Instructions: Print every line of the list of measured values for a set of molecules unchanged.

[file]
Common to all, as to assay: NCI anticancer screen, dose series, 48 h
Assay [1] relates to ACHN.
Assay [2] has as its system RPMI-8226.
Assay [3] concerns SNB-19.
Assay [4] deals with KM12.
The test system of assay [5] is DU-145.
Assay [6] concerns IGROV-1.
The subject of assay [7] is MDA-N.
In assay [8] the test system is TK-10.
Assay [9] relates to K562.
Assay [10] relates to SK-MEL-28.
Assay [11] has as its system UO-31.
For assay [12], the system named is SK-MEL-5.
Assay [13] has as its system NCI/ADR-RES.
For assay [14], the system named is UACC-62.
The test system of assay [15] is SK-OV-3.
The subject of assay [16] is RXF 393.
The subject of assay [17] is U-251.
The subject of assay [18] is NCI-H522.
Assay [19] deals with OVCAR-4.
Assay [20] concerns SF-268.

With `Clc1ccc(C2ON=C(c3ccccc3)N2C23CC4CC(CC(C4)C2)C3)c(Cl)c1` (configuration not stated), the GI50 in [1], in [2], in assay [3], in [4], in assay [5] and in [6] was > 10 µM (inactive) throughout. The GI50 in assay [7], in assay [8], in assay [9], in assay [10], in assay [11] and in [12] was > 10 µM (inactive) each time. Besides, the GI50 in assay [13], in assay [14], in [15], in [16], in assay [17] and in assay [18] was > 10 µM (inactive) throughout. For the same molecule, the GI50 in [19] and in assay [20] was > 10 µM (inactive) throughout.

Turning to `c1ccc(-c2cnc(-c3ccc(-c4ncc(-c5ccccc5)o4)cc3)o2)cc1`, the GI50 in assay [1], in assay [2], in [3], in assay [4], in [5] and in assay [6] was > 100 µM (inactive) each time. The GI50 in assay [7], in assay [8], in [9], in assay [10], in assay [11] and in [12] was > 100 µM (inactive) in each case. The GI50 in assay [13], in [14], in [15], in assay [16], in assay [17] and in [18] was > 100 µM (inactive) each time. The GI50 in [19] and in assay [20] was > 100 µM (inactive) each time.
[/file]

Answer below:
Common to all, as to assay: NCI anticancer screen, dose series, 48 h
Assay [1] relates to ACHN.
Assay [2] has as its system RPMI-8226.
Assay [3] concerns SNB-19.
Assay [4] deals with KM12.
The test system of assay [5] is DU-145.
Assay [6] concerns IGROV-1.
The subject of assay [7] is MDA-N.
In assay [8] the test system is TK-10.
Assay [9] relates to K562.
Assay [10] relates to SK-MEL-28.
Assay [11] has as its system UO-31.
For assay [12], the system named is SK-MEL-5.
Assay [13] has as its system NCI/ADR-RES.
For assay [14], the system named is UACC-62.
The test system of assay [15] is SK-OV-3.
The subject of assay [16] is RXF 393.
The subject of assay [17] is U-251.
The subject of assay [18] is NCI-H522.
Assay [19] deals with OVCAR-4.
Assay [20] concerns SF-268.

With `Clc1ccc(C2ON=C(c3ccccc3)N2C23CC4CC(CC(C4)C2)C3)c(Cl)c1` (configuration not stated), the GI50 in [1], in [2], in assay [3], in [4], in assay [5] and in [6] was > 10 µM (inactive) throughout. The GI50 in assay [7], in assay [8], in assay [9], in assay [10], in assay [11] and in [12] was > 10 µM (inactive) each time. Besides, the GI50 in assay [13], in assay [14], in [15], in [16], in assay [17] and in assay [18] was > 10 µM (inactive) throughout. For the same molecule, the GI50 in [19] and in assay [20] was > 10 µM (inactive) throughout.

Turning to `c1ccc(-c2cnc(-c3ccc(-c4ncc(-c5ccccc5)o4)cc3)o2)cc1`, the GI50 in assay [1], in assay [2], in [3], in assay [4], in [5] and in assay [6] was > 100 µM (inactive) each time. The GI50 in assay [7], in assay [8], in [9], in assay [10], in assay [11] and in [12] was > 100 µM (inactive) in each case. The GI50 in assay [13], in [14], in [15], in assay [16], in assay [17] and in [18] was > 100 µM (inactive) each time. The GI50 in [19] and in assay [20] was > 100 µM (inactive) each time.